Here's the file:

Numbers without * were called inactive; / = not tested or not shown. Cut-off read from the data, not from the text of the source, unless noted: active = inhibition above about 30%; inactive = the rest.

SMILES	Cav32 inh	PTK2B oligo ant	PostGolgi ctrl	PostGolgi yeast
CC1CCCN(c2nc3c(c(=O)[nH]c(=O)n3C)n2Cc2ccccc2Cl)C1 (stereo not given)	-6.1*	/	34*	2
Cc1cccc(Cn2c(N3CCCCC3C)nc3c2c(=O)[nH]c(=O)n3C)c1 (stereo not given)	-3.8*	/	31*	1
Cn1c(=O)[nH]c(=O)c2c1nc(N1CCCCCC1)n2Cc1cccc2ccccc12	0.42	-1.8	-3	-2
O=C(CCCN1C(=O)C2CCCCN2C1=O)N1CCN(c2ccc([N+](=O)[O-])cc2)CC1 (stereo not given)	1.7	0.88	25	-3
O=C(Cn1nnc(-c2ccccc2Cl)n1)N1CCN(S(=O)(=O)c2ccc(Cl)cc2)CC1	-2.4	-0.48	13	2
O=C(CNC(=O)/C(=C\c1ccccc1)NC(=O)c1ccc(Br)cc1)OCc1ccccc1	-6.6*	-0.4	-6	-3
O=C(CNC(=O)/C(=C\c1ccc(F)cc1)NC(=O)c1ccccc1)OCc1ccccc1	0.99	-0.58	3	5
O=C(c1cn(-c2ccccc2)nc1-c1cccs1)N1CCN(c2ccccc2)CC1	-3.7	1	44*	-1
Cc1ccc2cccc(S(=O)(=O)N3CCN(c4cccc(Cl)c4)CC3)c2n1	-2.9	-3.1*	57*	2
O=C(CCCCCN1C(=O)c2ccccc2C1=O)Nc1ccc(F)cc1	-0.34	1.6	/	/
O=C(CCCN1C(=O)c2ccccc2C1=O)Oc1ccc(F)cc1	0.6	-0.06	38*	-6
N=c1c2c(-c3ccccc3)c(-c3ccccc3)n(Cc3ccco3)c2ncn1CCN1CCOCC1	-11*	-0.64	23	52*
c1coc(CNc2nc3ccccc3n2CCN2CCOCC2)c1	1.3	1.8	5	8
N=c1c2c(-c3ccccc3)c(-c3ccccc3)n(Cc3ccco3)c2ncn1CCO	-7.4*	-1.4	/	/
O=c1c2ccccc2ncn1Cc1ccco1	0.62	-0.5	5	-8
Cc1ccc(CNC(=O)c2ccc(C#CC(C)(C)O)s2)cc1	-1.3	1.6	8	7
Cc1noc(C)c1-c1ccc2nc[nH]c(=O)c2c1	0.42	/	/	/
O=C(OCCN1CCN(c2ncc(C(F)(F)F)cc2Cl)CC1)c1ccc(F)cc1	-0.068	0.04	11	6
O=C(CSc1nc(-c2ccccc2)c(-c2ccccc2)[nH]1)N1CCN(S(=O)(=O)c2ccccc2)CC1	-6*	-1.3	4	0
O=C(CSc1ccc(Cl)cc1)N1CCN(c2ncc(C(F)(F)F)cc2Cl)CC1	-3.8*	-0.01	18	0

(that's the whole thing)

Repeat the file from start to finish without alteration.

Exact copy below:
Numbers without * were called inactive; / = not tested or not shown. Cut-off read from the data, not from the text of the source, unless noted: active = inhibition above about 30%; inactive = the rest.

SMILES	Cav32 inh	PTK2B oligo ant	PostGolgi ctrl	PostGolgi yeast
CC1CCCN(c2nc3c(c(=O)[nH]c(=O)n3C)n2Cc2ccccc2Cl)C1 (stereo not given)	-6.1*	/	34*	2
Cc1cccc(Cn2c(N3CCCCC3C)nc3c2c(=O)[nH]c(=O)n3C)c1 (stereo not given)	-3.8*	/	31*	1
Cn1c(=O)[nH]c(=O)c2c1nc(N1CCCCCC1)n2Cc1cccc2ccccc12	0.42	-1.8	-3	-2
O=C(CCCN1C(=O)C2CCCCN2C1=O)N1CCN(c2ccc([N+](=O)[O-])cc2)CC1 (stereo not given)	1.7	0.88	25	-3
O=C(Cn1nnc(-c2ccccc2Cl)n1)N1CCN(S(=O)(=O)c2ccc(Cl)cc2)CC1	-2.4	-0.48	13	2
O=C(CNC(=O)/C(=C\c1ccccc1)NC(=O)c1ccc(Br)cc1)OCc1ccccc1	-6.6*	-0.4	-6	-3
O=C(CNC(=O)/C(=C\c1ccc(F)cc1)NC(=O)c1ccccc1)OCc1ccccc1	0.99	-0.58	3	5
O=C(c1cn(-c2ccccc2)nc1-c1cccs1)N1CCN(c2ccccc2)CC1	-3.7	1	44*	-1
Cc1ccc2cccc(S(=O)(=O)N3CCN(c4cccc(Cl)c4)CC3)c2n1	-2.9	-3.1*	57*	2
O=C(CCCCCN1C(=O)c2ccccc2C1=O)Nc1ccc(F)cc1	-0.34	1.6	/	/
O=C(CCCN1C(=O)c2ccccc2C1=O)Oc1ccc(F)cc1	0.6	-0.06	38*	-6
N=c1c2c(-c3ccccc3)c(-c3ccccc3)n(Cc3ccco3)c2ncn1CCN1CCOCC1	-11*	-0.64	23	52*
c1coc(CNc2nc3ccccc3n2CCN2CCOCC2)c1	1.3	1.8	5	8
N=c1c2c(-c3ccccc3)c(-c3ccccc3)n(Cc3ccco3)c2ncn1CCO	-7.4*	-1.4	/	/
O=c1c2ccccc2ncn1Cc1ccco1	0.62	-0.5	5	-8
Cc1ccc(CNC(=O)c2ccc(C#CC(C)(C)O)s2)cc1	-1.3	1.6	8	7
Cc1noc(C)c1-c1ccc2nc[nH]c(=O)c2c1	0.42	/	/	/
O=C(OCCN1CCN(c2ncc(C(F)(F)F)cc2Cl)CC1)c1ccc(F)cc1	-0.068	0.04	11	6
O=C(CSc1nc(-c2ccccc2)c(-c2ccccc2)[nH]1)N1CCN(S(=O)(=O)c2ccccc2)CC1	-6*	-1.3	4	0
O=C(CSc1ccc(Cl)cc1)N1CCN(c2ncc(C(F)(F)F)cc2Cl)CC1	-3.8*	-0.01	18	0